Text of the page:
Innovations in Comfort, Efficiency, and Safety Solutions.
|Best Practices for Building Analytics
If your analytics engine is built correctly now, it will enhance workflows and support cost savings while being able to expand quickly as Responsive Analytics takes over in the not-so-distant future.
Director, Energy and Analytics,
term “analytics” is thrown around a lot these days. From enhanced
visualization to fault detection and diagnostics, analytics can be used
to describe it all. And it’s all progress in our quest to make use of
the data we collect from modern buildings. However, our ultimate goal
is to generate the correct response from the data we’ve analyzed.
Analytics that either inform an action of trained operators or
automatically improve a system’s operation are called Responsive
Analytics, and they’re the end game we’re all working toward.
Responsive Analytics are those solutions that drive positive,
productive change in our facilities. We use the following best
practices to make our analytics more responsive.
Find what matters most to you, quickly and easily
needs for each company, institution or municipality can vary. Even
individual stakeholders may require different information or hold
certain findings of higher importance than others. While some may focus
entirely on energy usage, others are driven by occupant comfort or
equipment reliability. Analytics can certainly provide insight for all,
but weeding through what doesn’t interest you should not be a chore.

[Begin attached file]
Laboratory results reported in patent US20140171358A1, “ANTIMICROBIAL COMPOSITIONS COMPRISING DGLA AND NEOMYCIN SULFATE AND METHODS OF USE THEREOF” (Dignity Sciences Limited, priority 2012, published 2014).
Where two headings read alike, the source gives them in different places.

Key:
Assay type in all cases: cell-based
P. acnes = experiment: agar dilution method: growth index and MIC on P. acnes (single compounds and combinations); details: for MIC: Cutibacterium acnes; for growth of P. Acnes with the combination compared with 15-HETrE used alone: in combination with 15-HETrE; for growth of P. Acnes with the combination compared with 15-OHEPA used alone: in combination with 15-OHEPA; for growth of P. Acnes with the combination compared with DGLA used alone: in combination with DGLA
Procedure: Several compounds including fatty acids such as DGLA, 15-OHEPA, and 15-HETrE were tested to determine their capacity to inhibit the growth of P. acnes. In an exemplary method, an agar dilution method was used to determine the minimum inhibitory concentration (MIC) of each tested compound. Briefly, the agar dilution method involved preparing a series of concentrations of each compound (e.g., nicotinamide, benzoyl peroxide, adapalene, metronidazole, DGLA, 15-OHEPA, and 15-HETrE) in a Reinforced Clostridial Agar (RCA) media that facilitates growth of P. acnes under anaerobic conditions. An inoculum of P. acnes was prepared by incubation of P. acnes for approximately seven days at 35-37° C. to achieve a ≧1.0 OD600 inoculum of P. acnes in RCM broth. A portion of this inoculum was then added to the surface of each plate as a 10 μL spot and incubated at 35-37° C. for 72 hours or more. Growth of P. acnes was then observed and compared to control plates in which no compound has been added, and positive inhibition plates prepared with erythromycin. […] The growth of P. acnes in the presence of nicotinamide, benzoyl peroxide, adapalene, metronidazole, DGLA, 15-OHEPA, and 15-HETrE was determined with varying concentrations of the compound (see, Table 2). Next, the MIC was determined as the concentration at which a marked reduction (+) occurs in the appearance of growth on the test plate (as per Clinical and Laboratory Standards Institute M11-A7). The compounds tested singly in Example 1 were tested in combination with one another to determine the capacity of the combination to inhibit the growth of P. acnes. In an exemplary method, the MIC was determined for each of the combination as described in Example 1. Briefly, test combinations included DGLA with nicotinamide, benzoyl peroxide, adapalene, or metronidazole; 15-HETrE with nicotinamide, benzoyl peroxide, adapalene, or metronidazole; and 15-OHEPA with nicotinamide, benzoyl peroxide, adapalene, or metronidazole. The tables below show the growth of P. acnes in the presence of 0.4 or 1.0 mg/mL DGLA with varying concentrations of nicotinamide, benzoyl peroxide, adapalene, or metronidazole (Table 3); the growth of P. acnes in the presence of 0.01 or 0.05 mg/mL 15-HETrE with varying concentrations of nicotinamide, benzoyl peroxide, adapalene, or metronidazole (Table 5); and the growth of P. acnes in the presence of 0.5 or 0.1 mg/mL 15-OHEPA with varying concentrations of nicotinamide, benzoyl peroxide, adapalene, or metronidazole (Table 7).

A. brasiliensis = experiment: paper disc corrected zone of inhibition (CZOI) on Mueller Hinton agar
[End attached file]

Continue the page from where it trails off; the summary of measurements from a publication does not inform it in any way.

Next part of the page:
The first step in a successful analytics approach is a carefully
thought-out organization of the rules and reports that are actually
needed so each company or stakeholder can quickly and easily find what
matters most to them.
Beyond a classification of rules, there must also be a way to prioritize the findings of your analytics engine. Ideally, priority would be a proxy for the financial impact of the issue, but that’s not always possible. What’s the cost of uncomfortable tenants? And what is more important, the financial impact of a past event or the future impact if it isn’t resolved? However you evaluate priority, simply assigning a High, Medium and Low value to your rules will not suffice.
this: You log in to your alarm console and look back at the past seven
days. You see that a “Medium” priority issue has been happening 24
hours a day for the whole week. During that same week, your “High”
priority issue occurred for only one hour. Which issue from that week
would be your real highest priority?
Limit nuisance and false alarms
is better to identify five issues conclusively than to report 10 issues
where two are false. Why? Because it is difficult to regain the trust
of your facility staff once they’ve spent time investigating a false
The job of limiting nuisance and false alarms is not an easy one. In some cases, it’s a larger task than identifying the issue, to begin with. Poor data quality, communication problems, faulty sensors, data modeling errors, and controller failure can easily manifest themselves as some unrelated issue, sending your facility staff off on a wild goose chase. If your analytics provider hasn’t explained how they are going to address these concerns, it’s time to ask a few key questions:
Send the right message
crucial step towards responsive analytics is providing a clear and
useful message to the user. This starts with a succinct description of
the observed conditions which resulted in the fault detection, followed
by a list of possible causes and the recommended next steps to solve